Rob Page’s future as Wales manager is hanging in the balance as he gears up Euro 2024 qualifier in Latvia that could decide his fate

Rob Page’s future as Wales boss is on a knife edge as he prepares for the Euro 2024 qualifier in Latvia on Monday that could decide the fate of himself and his team.

With only the top two in each group qualifying automatically for next summer’s finals in Germany, Wales are fourth – three points behind second-placed Croatia having played a game more – heading into the crucial clash in Riga.

Page signed a four-year deal only a year ago but results have been dire since then, with Wales performing dreadfully at last winter’s World Cup and showing no signs of improvement since. Latvia have lost all four games so far and if Wales cannot make that five in five, Page’s employers at the Welsh FA will be left with a decision to make.

They face Croatia and Turkey at home in their final three qualifiers, either side of a trip to Armenia, who won 4-2 in Cardiff in June.

Rob Page’s future as Wales boss is on a knife edge as he prepares for Monday’s qualifier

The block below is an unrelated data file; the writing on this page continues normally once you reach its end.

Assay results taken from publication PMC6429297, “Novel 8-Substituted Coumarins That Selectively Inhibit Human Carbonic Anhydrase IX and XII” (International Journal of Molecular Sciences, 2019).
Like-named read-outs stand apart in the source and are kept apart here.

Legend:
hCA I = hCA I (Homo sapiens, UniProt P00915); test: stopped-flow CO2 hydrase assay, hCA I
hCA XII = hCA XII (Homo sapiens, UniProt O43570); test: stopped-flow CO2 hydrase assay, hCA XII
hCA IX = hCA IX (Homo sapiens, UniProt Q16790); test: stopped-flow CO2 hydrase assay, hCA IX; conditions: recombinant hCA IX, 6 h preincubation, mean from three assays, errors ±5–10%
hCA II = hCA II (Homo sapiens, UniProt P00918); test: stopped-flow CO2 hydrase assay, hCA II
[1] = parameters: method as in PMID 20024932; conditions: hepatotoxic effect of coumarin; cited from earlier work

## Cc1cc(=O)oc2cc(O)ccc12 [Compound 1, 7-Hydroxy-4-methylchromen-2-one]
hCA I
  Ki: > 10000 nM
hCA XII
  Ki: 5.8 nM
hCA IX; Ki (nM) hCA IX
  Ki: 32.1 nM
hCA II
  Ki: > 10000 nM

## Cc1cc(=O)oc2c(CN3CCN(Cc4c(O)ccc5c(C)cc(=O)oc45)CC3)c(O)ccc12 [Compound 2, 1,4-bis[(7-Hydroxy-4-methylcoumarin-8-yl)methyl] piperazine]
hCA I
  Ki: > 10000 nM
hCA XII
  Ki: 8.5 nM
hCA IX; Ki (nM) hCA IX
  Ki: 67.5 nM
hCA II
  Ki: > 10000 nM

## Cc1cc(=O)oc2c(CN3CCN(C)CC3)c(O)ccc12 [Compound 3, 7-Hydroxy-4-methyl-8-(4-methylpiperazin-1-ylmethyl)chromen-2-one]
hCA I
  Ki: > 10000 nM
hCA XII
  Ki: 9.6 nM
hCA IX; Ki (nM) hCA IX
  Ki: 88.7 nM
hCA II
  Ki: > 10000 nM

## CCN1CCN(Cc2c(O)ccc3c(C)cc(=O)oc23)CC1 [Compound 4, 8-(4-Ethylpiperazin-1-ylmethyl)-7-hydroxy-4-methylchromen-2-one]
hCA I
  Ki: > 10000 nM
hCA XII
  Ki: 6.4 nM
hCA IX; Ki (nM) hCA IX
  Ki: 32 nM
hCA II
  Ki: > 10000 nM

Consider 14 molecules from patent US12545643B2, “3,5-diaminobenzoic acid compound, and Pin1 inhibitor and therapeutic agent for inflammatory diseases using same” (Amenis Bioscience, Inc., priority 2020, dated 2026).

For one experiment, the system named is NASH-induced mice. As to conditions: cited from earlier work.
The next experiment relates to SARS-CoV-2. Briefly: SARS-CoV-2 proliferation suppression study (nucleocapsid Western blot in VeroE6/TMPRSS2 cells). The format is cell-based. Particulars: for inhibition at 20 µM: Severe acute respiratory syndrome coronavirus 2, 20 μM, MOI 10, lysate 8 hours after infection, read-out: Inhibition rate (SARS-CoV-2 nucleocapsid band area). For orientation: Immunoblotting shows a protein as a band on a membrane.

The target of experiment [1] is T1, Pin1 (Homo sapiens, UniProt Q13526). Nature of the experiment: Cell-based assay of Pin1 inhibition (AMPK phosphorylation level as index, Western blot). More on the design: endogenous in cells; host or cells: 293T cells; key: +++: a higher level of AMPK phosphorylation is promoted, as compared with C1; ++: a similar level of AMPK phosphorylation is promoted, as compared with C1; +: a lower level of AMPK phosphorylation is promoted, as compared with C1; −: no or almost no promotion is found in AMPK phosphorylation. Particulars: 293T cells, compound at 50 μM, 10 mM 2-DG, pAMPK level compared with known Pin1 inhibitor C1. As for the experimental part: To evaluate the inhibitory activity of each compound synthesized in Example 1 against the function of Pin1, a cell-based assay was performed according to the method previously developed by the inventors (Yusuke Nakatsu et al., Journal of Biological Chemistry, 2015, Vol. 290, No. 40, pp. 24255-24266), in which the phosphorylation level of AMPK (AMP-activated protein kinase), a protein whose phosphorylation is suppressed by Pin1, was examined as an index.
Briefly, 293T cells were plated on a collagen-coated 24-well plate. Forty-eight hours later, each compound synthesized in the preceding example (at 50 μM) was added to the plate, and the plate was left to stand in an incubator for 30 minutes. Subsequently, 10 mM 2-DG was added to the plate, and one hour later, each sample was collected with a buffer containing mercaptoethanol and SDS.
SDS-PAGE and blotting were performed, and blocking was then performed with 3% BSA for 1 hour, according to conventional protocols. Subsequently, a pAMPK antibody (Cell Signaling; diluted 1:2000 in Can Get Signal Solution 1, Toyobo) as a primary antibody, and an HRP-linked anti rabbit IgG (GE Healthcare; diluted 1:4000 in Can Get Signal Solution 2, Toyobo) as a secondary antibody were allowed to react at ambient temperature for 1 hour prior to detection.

Page was typically defiant as he contemplated Wales’ alarming slide since he agreed his new contract. ‘I’ve played since I was 16 and had criticism all my life,’ he said. ‘As a player, coach and manager. It comes with the job.

‘You are going to be tested and have challenging times. It’s how you react and respond to it. Ex-players and coaches who are out of work have their own agendas.

‘I refuse to get caught up in that and all we control is getting three points against Latvia. If we can do that, we look forward to October. We still believe.’

Publicly at least, the players are behind Page. Even though his powers were fading, Gareth Bale was an inspiration for both the squad and the country and his retirement has left a big gap.

Defender Chris Mepham said: ‘We’re responsible. As a manager you can only give so much. It was important that we have his back and we show that we’re more than good enough to get results.

‘You don’t want to put needless pressure on yourself, but at the same time we’re all realistic and we know that if we don’t get a result then it could be a really tough campaign for us. It’s must-win, I think we know that.’

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